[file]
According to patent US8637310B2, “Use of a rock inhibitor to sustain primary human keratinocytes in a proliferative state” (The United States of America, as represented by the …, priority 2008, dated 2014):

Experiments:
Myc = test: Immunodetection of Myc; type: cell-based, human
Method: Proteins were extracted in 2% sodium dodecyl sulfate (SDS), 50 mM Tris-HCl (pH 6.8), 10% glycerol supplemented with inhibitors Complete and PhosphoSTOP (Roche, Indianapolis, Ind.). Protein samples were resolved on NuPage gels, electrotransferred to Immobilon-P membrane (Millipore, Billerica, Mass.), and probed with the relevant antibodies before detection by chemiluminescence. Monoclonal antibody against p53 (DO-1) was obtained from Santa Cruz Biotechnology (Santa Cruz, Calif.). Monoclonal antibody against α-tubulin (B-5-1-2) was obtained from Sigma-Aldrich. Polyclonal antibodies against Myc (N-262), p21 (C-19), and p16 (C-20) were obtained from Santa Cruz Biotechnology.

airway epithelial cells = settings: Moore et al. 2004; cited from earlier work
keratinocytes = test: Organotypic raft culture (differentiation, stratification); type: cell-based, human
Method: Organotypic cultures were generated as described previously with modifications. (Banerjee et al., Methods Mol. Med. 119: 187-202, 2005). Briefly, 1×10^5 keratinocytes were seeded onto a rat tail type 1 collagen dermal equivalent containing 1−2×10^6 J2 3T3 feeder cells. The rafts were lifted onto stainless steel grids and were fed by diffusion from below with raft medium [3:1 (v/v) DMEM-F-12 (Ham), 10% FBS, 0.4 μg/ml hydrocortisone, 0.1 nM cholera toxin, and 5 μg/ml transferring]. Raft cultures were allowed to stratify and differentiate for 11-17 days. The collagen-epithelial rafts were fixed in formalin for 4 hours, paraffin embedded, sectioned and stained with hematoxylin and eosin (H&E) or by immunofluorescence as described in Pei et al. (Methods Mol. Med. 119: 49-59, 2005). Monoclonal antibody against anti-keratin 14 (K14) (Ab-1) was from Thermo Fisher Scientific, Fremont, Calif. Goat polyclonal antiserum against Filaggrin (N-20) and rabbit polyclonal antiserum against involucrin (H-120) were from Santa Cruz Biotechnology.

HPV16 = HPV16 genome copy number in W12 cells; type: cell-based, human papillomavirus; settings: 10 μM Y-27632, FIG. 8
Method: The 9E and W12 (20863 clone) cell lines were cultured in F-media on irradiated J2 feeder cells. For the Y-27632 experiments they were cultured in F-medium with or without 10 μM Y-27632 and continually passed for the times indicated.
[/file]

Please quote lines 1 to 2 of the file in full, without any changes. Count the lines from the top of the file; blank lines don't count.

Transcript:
According to patent US8637310B2, “Use of a rock inhibitor to sustain primary human keratinocytes in a proliferative state” (The United States of America, as represented by the …, priority 2008, dated 2014):

Experiments: